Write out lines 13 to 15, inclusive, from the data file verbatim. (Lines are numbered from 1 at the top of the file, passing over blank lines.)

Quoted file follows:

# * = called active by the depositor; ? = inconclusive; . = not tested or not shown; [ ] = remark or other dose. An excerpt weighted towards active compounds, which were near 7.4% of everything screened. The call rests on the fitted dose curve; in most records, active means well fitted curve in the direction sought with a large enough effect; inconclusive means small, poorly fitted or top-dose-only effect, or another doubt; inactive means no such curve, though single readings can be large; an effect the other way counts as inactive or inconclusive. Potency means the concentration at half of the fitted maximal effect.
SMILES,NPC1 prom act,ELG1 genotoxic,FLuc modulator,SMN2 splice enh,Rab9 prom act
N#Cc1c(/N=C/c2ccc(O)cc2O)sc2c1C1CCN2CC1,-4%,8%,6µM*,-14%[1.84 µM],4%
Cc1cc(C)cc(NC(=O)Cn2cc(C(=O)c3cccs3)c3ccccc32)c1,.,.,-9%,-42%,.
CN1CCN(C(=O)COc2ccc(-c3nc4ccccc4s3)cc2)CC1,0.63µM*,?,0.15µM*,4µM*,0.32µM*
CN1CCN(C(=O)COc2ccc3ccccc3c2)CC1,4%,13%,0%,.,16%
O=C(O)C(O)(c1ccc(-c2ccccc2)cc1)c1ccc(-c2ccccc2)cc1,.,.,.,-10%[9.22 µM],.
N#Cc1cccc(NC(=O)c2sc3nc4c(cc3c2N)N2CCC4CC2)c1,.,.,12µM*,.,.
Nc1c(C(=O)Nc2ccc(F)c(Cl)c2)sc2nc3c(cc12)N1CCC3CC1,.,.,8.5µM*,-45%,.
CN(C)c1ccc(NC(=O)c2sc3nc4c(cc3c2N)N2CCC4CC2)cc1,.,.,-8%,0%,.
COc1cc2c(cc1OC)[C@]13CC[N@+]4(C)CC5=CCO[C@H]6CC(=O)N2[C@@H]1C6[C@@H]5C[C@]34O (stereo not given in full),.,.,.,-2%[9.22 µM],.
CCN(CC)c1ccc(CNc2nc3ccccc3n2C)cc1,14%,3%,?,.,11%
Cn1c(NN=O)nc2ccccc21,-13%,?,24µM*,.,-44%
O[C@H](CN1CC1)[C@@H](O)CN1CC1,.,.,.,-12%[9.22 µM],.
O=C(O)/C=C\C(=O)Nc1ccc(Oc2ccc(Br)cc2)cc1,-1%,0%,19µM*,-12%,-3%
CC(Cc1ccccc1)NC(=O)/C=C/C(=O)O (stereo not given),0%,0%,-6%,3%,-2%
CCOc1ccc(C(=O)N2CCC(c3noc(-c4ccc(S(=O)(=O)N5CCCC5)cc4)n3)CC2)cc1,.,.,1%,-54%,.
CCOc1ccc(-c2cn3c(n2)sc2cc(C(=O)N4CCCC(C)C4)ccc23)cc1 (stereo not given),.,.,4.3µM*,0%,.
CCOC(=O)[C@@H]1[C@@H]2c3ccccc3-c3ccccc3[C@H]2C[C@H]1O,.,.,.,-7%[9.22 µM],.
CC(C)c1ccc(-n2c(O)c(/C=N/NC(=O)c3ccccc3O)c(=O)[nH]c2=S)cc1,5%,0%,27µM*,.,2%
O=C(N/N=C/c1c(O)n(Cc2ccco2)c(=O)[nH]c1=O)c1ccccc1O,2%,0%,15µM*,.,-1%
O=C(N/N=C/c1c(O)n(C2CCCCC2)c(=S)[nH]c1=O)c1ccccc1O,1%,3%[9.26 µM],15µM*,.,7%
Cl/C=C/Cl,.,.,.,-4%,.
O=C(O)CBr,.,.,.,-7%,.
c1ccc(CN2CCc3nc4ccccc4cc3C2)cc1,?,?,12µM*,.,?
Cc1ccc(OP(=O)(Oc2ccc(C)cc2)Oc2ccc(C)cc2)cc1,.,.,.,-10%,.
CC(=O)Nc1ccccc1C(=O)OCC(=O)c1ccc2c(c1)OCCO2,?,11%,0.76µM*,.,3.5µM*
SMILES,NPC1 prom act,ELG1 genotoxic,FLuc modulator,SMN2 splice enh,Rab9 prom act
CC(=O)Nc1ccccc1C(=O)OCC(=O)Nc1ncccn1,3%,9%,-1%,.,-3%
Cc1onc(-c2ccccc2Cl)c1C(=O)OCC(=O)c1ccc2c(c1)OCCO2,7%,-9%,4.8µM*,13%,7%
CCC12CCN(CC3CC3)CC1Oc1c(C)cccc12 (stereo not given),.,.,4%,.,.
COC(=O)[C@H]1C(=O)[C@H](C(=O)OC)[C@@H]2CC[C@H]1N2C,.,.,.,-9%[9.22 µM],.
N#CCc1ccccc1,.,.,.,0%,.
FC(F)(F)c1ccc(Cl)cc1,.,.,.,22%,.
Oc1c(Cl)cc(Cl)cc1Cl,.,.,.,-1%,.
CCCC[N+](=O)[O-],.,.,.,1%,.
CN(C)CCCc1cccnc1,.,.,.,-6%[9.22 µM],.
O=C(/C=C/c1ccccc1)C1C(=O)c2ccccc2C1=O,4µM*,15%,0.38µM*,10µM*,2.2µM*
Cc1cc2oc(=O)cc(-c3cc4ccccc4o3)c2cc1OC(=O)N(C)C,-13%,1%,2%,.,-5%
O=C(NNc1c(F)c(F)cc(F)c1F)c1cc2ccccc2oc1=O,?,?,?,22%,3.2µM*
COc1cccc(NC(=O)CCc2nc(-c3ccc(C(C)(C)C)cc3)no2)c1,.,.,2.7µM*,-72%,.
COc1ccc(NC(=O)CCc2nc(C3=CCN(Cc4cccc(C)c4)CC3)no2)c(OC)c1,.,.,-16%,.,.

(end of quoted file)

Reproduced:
Cn1c(NN=O)nc2ccccc21,-13%,?,24µM*,.,-44%
O[C@H](CN1CC1)[C@@H](O)CN1CC1,.,.,.,-12%[9.22 µM],.
O=C(O)/C=C\C(=O)Nc1ccc(Oc2ccc(Br)cc2)cc1,-1%,0%,19µM*,-12%,-3%